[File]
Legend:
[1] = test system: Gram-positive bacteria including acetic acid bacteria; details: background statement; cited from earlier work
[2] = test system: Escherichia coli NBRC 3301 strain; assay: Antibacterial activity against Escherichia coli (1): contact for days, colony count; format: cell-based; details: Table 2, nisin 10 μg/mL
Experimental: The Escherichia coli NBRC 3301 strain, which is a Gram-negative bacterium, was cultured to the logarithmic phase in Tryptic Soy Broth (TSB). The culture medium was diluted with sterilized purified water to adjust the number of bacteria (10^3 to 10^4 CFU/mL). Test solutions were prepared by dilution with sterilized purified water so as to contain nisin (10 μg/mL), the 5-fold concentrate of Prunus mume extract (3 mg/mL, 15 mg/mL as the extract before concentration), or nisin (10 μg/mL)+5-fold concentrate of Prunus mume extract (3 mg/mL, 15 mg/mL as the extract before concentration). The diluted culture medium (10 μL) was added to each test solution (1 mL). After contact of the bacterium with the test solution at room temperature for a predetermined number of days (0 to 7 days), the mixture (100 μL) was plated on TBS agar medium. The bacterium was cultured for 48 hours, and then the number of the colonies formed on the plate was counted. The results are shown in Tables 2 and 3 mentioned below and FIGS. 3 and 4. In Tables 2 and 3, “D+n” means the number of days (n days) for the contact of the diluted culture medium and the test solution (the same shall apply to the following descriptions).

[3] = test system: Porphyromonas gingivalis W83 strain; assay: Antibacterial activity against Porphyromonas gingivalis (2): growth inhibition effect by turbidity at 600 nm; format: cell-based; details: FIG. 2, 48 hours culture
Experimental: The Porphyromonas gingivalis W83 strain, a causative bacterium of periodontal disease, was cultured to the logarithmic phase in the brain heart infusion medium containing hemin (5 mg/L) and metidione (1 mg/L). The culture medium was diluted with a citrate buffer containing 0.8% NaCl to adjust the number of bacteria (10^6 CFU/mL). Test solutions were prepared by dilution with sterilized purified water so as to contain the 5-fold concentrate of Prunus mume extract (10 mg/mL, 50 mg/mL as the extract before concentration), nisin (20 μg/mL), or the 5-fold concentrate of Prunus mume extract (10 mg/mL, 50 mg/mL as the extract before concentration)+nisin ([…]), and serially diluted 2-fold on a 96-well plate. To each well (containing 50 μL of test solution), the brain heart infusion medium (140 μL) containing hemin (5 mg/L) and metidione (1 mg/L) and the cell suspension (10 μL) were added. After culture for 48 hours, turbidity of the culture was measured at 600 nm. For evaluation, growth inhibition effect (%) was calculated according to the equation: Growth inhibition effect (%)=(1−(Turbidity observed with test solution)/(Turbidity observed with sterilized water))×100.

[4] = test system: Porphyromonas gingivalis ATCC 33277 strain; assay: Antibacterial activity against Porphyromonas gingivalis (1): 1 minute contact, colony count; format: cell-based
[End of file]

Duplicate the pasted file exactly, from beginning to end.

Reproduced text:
Legend:
[1] = test system: Gram-positive bacteria including acetic acid bacteria; details: background statement; cited from earlier work
[2] = test system: Escherichia coli NBRC 3301 strain; assay: Antibacterial activity against Escherichia coli (1): contact for days, colony count; format: cell-based; details: Table 2, nisin 10 μg/mL
Experimental: The Escherichia coli NBRC 3301 strain, which is a Gram-negative bacterium, was cultured to the logarithmic phase in Tryptic Soy Broth (TSB). The culture medium was diluted with sterilized purified water to adjust the number of bacteria (10^3 to 10^4 CFU/mL). Test solutions were prepared by dilution with sterilized purified water so as to contain nisin (10 μg/mL), the 5-fold concentrate of Prunus mume extract (3 mg/mL, 15 mg/mL as the extract before concentration), or nisin (10 μg/mL)+5-fold concentrate of Prunus mume extract (3 mg/mL, 15 mg/mL as the extract before concentration). The diluted culture medium (10 μL) was added to each test solution (1 mL). After contact of the bacterium with the test solution at room temperature for a predetermined number of days (0 to 7 days), the mixture (100 μL) was plated on TBS agar medium. The bacterium was cultured for 48 hours, and then the number of the colonies formed on the plate was counted. The results are shown in Tables 2 and 3 mentioned below and FIGS. 3 and 4. In Tables 2 and 3, “D+n” means the number of days (n days) for the contact of the diluted culture medium and the test solution (the same shall apply to the following descriptions).

[3] = test system: Porphyromonas gingivalis W83 strain; assay: Antibacterial activity against Porphyromonas gingivalis (2): growth inhibition effect by turbidity at 600 nm; format: cell-based; details: FIG. 2, 48 hours culture
Experimental: The Porphyromonas gingivalis W83 strain, a causative bacterium of periodontal disease, was cultured to the logarithmic phase in the brain heart infusion medium containing hemin (5 mg/L) and metidione (1 mg/L). The culture medium was diluted with a citrate buffer containing 0.8% NaCl to adjust the number of bacteria (10^6 CFU/mL). Test solutions were prepared by dilution with sterilized purified water so as to contain the 5-fold concentrate of Prunus mume extract (10 mg/mL, 50 mg/mL as the extract before concentration), nisin (20 μg/mL), or the 5-fold concentrate of Prunus mume extract (10 mg/mL, 50 mg/mL as the extract before concentration)+nisin ([…]), and serially diluted 2-fold on a 96-well plate. To each well (containing 50 μL of test solution), the brain heart infusion medium (140 μL) containing hemin (5 mg/L) and metidione (1 mg/L) and the cell suspension (10 μL) were added. After culture for 48 hours, turbidity of the culture was measured at 600 nm. For evaluation, growth inhibition effect (%) was calculated according to the equation: Growth inhibition effect (%)=(1−(Turbidity observed with test solution)/(Turbidity observed with sterilized water))×100.

[4] = test system: Porphyromonas gingivalis ATCC 33277 strain; assay: Antibacterial activity against Porphyromonas gingivalis (1): 1 minute contact, colony count; format: cell-based